Utah's waterfowl season will end in nine or 10 days, depending on the enthusiasm and financial liquidity of hunters following the holidays.

Hunting for geese and swans will officially close at dusk on Jan. 1 for those hunters who purchase a 1989 hunting license. For those without new licenses, the season ends at sunset Dec. 31.For either group, hunting will not be easy the remaining days of the season. There are still geese and swans resting on Utah waters but not as many as earlier this month. Also, many of the birds still in Utah have been educated. That is, having survived the season thus far, they are familiar with favorite hunting area and tend to stay away, and are also more wary of decoys and hunting blinds than new, incoming birds might be.

According to early reports, goose hunting has been spotty this year. The number of geese counted has been higher than in past years but hunting has been more difficult, even for the more experienced hunters.

The loss of habitat and popular feeding areas due to flooding from the Great Salt Lake caused geese to change flight and eating habits. Instead of staying and feeding around the fringes of the lake, where most of the hunting takes place, the birds stayed out in deeper waters during the day and flew inland in the early morning and late afternoon to feed.

Those hunters studying the new flights and able to move hunting locations had some good success. Many of those on private hunting clubs, where range was limited and most of the feeding areas were completely wiped out, had to settle for a few stragglers and the new, incoming flights.

Hunters still holding swan permits will find there are not many birds left. Most of the birds moved out of the state earlier in the month.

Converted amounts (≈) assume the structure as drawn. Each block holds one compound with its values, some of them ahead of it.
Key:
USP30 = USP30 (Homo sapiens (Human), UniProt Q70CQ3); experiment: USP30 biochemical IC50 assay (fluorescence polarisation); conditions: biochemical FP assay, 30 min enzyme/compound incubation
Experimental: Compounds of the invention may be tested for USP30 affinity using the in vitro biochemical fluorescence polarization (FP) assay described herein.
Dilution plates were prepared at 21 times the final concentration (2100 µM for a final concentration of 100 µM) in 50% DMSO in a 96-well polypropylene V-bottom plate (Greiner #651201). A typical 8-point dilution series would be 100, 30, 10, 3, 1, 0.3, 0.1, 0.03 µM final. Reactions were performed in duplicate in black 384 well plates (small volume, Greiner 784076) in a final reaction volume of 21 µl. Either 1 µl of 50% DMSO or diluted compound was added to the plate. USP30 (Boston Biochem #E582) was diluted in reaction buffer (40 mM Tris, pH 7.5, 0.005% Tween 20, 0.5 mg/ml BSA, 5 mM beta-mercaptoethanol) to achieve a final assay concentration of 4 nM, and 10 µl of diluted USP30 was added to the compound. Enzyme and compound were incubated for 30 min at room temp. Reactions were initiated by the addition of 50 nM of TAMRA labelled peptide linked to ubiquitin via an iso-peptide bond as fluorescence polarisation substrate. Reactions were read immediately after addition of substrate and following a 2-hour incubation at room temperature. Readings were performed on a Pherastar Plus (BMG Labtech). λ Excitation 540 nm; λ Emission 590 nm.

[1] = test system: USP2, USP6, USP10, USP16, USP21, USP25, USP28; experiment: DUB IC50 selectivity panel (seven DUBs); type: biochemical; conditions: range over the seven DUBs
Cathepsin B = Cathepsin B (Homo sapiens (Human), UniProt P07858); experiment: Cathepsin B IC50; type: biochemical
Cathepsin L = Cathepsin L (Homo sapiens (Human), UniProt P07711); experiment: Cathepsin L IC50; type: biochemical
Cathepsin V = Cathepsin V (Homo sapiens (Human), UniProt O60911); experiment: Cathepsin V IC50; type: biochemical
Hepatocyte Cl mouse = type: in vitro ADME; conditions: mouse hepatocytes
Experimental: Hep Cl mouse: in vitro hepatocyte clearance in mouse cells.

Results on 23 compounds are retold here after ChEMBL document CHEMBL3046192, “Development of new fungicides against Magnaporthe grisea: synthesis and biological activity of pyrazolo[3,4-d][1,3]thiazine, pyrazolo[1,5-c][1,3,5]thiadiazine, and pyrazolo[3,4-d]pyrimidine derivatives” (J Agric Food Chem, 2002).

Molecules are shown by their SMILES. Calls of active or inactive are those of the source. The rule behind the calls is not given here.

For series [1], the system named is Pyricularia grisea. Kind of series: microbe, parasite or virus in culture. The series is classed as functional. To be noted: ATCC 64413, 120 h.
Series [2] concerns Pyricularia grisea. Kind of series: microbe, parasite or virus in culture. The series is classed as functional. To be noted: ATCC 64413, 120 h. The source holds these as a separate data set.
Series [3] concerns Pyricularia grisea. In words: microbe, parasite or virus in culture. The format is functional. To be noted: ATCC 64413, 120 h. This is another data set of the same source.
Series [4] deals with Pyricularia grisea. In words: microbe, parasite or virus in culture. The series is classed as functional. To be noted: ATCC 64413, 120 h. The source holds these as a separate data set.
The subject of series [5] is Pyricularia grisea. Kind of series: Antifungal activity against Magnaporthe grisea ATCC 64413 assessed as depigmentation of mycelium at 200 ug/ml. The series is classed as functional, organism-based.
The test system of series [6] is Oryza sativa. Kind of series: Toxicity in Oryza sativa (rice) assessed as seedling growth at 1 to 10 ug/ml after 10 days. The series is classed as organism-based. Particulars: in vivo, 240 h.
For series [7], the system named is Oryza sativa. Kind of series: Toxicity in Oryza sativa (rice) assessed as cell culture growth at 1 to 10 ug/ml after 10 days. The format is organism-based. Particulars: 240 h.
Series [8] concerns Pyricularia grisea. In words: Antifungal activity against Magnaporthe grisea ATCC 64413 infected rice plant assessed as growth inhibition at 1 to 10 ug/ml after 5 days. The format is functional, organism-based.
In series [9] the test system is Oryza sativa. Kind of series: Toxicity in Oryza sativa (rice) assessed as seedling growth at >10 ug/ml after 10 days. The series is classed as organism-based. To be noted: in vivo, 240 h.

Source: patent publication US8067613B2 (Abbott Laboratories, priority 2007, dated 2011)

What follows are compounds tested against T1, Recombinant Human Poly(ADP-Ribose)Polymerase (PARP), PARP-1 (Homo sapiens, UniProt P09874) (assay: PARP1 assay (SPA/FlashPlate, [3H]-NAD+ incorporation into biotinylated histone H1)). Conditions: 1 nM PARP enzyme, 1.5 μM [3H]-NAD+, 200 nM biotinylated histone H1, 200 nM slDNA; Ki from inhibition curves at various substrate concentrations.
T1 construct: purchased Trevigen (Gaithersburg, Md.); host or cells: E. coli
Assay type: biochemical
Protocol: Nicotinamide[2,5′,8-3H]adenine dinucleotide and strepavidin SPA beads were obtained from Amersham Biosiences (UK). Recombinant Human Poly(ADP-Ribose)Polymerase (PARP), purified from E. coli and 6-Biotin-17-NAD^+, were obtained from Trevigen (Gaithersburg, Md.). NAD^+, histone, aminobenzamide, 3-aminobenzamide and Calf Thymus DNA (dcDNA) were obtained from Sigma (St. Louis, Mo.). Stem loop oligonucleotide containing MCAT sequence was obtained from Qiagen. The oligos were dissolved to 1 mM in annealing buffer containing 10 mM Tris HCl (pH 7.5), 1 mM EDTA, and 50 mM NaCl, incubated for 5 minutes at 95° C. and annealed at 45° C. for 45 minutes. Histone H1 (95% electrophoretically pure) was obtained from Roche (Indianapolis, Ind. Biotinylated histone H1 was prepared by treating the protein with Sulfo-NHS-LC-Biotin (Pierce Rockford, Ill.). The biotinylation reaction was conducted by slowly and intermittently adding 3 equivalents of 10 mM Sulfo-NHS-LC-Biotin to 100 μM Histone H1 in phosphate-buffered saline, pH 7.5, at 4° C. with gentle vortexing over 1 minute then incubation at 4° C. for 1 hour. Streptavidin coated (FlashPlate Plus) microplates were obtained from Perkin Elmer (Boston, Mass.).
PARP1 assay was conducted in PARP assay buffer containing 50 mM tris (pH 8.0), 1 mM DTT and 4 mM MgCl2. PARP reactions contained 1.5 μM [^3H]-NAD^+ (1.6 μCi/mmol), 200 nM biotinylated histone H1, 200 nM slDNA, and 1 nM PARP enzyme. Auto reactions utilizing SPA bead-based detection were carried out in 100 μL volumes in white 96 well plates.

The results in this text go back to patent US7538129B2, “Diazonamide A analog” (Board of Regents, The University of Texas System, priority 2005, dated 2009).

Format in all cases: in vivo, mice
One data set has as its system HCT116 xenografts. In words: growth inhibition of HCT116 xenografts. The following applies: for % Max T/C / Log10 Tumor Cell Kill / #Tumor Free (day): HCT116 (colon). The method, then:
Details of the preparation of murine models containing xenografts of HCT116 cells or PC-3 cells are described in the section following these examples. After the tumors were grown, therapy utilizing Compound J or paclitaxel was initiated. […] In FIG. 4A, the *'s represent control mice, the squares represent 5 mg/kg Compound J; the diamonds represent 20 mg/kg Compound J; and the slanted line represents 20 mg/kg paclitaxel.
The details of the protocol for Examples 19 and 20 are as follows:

Because of low duck counts and poor production this past spring, Utah's duck hunt was shortened this year and closed back on Dec. 5.

*** $20,000 BIGHORN: Utah's high bidder for the single desert bighorn sheep permit got a late start but returned home with a trophy.

James Nyce of Landsdale, Pa., placed a minimum bid of $20,000 back in October and by virtue of the fact his was the only bid, he got the permit.

Hunting in the Potash unit west of Moab, he shot a ram that scored about 151 points under big-game trophy scoring.

In Idaho, there was slightly more pressure on the bidder - $44,000 more. Robert Senter of Plainstow, N.H., purchased that state's tag for $64,000 at an auction.

On the seventh day he spotted sheep at about 10,000 feet. The hunter watched them most of the day, hoping they would come down. But as darkness neared, Senter climbed and then slid down 300 yards of near-vertical shale and rock to get a shot. He ended up getting a 170-plus-point ram.

In both cases, money from the permits goes to help manage and improve the species.

*** BIG-GAME TRANSPLANTS: Several Utah big game animals, and a few transplants from Wyoming, will be given new homes this winter. The Utah Division of Wildlife Resources plans to move in Rocky Mountain bighorn sheep and transplant more moose and antelope.

According to Grant Jense, big game coordinator for the DWR, Utah will get 60 sheep in early January from Wyoming. The sheep will be moved to Sheep Creek Canyon near Flaming Gorge, the North Slope of the Uintas and the Deep Creek Range. This will be the second introduction of sheep in the Deep Creek area.

Earlier transplants put Rocky Mountain sheep on Bear Top Mountain near Dutch John, mountains near Brigham City and on the Nebo range.

The DWR also plans to capture about 30 head of moose in the Weber and Echo Canyon areas and move them to other parts of the state. Exact locations have not been finalized.

Also, the DWR plans to trap and move as many as 300 antelope off Parker Mountain in early January. The antelope will be moved to the Southwest Desert and Panguitch Valley. The Parker Mountain antelope herd has been one of the most productive in the state. Over 2,000 antelope have been trapped of the range and moved to other parts of the state.